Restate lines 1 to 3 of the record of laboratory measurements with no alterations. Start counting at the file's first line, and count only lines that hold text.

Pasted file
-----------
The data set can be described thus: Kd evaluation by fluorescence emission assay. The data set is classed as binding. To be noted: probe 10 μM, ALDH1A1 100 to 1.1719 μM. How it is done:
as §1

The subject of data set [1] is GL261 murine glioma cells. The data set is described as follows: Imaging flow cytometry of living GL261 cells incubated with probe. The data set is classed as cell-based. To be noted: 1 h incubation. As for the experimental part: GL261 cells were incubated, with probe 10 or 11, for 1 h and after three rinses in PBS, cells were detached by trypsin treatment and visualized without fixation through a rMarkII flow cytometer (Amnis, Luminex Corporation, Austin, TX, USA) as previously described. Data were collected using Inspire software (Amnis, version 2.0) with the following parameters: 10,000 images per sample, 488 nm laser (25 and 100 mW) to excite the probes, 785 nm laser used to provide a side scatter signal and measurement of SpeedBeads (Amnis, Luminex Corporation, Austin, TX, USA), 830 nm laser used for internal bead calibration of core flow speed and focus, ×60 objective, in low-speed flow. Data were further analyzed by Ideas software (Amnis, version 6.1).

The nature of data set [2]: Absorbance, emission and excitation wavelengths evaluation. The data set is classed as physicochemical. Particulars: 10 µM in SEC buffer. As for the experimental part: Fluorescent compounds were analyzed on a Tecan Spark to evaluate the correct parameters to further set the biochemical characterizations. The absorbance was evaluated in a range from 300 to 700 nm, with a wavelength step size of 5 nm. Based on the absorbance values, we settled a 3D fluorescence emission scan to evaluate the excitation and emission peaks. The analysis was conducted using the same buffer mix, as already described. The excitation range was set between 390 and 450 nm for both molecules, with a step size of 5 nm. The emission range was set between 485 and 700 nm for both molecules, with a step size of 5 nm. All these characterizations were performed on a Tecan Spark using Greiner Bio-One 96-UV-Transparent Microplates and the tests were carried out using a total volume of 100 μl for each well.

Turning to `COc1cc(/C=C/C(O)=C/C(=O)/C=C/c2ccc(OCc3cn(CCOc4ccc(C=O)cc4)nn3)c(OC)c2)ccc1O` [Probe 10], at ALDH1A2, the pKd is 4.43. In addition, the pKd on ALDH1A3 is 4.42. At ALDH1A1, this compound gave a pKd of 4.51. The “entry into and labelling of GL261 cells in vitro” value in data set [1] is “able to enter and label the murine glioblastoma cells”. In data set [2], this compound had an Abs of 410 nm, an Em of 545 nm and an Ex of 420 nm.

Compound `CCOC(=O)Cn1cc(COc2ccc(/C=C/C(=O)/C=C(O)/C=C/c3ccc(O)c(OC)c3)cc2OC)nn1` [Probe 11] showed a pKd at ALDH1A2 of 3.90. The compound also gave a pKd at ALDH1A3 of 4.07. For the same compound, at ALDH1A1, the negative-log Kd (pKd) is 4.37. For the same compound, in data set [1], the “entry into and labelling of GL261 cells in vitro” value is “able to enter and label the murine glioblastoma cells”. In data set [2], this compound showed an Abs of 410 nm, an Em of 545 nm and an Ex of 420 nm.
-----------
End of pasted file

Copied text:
The data set can be described thus: Kd evaluation by fluorescence emission assay. The data set is classed as binding. To be noted: probe 10 μM, ALDH1A1 100 to 1.1719 μM. How it is done:
as §1

The subject of data set [1] is GL261 murine glioma cells. The data set is described as follows: Imaging flow cytometry of living GL261 cells incubated with probe. The data set is classed as cell-based. To be noted: 1 h incubation. As for the experimental part: GL261 cells were incubated, with probe 10 or 11, for 1 h and after three rinses in PBS, cells were detached by trypsin treatment and visualized without fixation through a rMarkII flow cytometer (Amnis, Luminex Corporation, Austin, TX, USA) as previously described. Data were collected using Inspire software (Amnis, version 2.0) with the following parameters: 10,000 images per sample, 488 nm laser (25 and 100 mW) to excite the probes, 785 nm laser used to provide a side scatter signal and measurement of SpeedBeads (Amnis, Luminex Corporation, Austin, TX, USA), 830 nm laser used for internal bead calibration of core flow speed and focus, ×60 objective, in low-speed flow. Data were further analyzed by Ideas software (Amnis, version 6.1).